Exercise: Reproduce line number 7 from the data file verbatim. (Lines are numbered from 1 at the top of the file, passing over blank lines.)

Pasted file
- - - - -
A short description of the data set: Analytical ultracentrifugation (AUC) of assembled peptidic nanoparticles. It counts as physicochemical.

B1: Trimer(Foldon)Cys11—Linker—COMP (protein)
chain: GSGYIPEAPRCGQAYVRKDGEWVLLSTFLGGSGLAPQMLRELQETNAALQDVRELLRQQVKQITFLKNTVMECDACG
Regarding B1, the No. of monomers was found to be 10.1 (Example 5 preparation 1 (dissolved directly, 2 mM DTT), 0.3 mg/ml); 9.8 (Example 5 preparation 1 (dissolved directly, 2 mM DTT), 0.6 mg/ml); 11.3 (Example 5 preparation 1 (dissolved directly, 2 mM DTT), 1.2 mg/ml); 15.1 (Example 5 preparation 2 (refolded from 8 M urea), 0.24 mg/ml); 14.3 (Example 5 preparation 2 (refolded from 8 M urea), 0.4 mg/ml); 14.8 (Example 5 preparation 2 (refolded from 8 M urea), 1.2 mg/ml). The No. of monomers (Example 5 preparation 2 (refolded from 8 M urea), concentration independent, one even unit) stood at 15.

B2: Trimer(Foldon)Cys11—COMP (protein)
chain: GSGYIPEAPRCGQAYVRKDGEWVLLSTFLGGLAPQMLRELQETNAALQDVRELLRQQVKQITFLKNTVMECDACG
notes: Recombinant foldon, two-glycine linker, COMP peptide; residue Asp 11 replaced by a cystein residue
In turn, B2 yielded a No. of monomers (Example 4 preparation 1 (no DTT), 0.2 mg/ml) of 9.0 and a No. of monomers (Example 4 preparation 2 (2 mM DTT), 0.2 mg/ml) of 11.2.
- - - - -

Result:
notes: Recombinant foldon, two-glycine linker, COMP peptide; residue Asp 11 replaced by a cystein residue